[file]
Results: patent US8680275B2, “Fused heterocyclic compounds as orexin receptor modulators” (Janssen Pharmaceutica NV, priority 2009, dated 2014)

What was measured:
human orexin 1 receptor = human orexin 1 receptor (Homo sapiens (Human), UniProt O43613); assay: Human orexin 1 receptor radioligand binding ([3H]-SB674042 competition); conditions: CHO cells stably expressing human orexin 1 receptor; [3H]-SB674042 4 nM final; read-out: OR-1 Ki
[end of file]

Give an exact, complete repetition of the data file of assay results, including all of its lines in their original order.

Results: patent US8680275B2, “Fused heterocyclic compounds as orexin receptor modulators” (Janssen Pharmaceutica NV, priority 2009, dated 2014)

What was measured:
human orexin 1 receptor = human orexin 1 receptor (Homo sapiens (Human), UniProt O43613); assay: Human orexin 1 receptor radioligand binding ([3H]-SB674042 competition); conditions: CHO cells stably expressing human orexin 1 receptor; [3H]-SB674042 4 nM final; read-out: OR-1 Ki